“The idea behind Excelsior is to incorporate some very traditional old world looks with current transitional looks,” Tankersley says. “The term ‘traditional’ can often be associated with ‘stodgy.’ I think traditional shapes and forms are comforting and make a person feel more at home in unfamiliar surroundings.”

Tankersley’s designs are considered traditional in genre, yet the tufting technologies and patterns are ultra-modern. “Excelsior is an example of how new fiber selections and equipment are allowing carpet designers to explore as never before,” she says.


While some product designers are inspired by tradition, others are sparked by pure unadulterated invention. Former technical recruiter Robert Mayer of DecoLav had a vision when he and his sister, Nicolette Mayer, concocted a drain mechanism that made bathroom sinks removable.

“We’re big proponents of do-it-yourself solutions, and this allows people to avoid calling a plumber to change a sink,” says Mayer, President and CEO of DecoLav. “Vessels are becoming decorative accessories, rather than just plumbing fixtures.”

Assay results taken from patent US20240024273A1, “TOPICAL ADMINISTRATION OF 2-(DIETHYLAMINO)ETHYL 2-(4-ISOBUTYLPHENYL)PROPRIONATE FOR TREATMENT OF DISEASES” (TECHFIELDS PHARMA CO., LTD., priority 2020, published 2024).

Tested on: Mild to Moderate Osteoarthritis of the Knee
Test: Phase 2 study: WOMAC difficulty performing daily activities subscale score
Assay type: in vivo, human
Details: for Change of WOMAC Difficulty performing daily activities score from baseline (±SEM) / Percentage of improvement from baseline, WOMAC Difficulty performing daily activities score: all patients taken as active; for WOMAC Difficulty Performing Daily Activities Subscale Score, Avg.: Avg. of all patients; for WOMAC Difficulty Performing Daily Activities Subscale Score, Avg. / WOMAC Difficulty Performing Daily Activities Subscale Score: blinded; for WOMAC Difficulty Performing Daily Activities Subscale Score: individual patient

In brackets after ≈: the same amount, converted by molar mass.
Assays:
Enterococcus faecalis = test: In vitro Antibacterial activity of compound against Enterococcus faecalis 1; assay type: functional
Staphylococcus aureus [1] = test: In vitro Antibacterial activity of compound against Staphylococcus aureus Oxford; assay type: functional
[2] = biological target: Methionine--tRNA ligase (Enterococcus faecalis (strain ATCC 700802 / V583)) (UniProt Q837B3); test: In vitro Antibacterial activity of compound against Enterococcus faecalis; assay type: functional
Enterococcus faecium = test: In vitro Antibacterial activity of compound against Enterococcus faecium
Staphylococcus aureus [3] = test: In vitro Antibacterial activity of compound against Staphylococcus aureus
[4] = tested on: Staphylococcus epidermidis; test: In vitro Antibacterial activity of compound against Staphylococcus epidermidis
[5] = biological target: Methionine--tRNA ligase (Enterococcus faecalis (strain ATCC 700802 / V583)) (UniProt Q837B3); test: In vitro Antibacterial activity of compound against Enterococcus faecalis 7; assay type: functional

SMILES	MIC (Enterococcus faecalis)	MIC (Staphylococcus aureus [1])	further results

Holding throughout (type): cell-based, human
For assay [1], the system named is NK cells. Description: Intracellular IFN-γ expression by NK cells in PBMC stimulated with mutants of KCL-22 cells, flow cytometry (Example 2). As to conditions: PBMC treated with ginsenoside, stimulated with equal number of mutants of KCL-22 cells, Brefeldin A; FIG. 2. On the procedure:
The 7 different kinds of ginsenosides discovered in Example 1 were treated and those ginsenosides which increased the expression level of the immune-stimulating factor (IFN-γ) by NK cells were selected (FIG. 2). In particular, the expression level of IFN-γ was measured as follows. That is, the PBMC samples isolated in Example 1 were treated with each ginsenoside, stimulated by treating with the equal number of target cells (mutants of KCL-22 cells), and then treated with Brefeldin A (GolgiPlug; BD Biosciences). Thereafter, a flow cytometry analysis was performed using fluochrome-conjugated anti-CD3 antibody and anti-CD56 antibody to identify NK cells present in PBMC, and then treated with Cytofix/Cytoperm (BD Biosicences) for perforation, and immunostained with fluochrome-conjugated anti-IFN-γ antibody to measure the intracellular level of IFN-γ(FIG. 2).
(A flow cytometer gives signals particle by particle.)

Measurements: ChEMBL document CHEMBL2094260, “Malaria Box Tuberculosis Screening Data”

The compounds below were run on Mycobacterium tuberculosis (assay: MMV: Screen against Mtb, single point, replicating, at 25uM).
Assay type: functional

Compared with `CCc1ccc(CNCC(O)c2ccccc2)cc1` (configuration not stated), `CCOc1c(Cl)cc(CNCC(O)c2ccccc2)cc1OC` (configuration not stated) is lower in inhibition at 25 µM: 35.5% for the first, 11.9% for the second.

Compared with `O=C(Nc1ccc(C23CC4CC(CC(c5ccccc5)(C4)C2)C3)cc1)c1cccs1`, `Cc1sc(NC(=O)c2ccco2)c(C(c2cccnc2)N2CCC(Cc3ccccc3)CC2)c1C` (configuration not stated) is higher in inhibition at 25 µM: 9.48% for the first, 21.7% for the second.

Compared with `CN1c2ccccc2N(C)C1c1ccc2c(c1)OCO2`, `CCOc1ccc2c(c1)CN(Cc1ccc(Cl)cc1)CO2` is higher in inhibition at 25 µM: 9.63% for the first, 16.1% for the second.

With Mayer’s innovation, hotels and restaurants now can change sinks almost as readily as they would a light bulb. Another application makes housekeepers rejoice: Hard to reach crevices in sinks can be cleaned with a quick twist of a screw.

Be Bold

In hard times, hospitality design becomes safer, less daring. With prosperity, hospitality designers grow bolder and take greater risks. The good economic news: Designers are taking more risks.

“Hospitality design is moving toward prosperity again,” says Patty Madden, who designed Scribble by DesignTex. “That means we’re moving into a time that’s much bolder and less restrained, with colors that are more vibrant and patterns that are more daring.”

However, bold does not imply impractical. Now more than ever, product and interior designers feel compelled to create products with purpose, especially when it comes to the environment. “The future is an attitude,” says Tracy March, designer of Boucle for Maxwell Rogers. “Our hospitality customers are becoming more environmentally aware, spec-ing products that are environmentally friendly. This is a very fragile planet. In the future, we will be even more aware of where products come from, and that will be reflected in the products we create.”

To solve problems like sustainability, human ingenuity is our greatest hope, says Richard Frinier, designer of Daydream by Dedon. “New materials and new ways to use old and new materials are being discovered and developed every day. The most important evolutionary process in design is innovation. Innovation is central to emotional connection. A connection that is vitally important in hospitality environments.”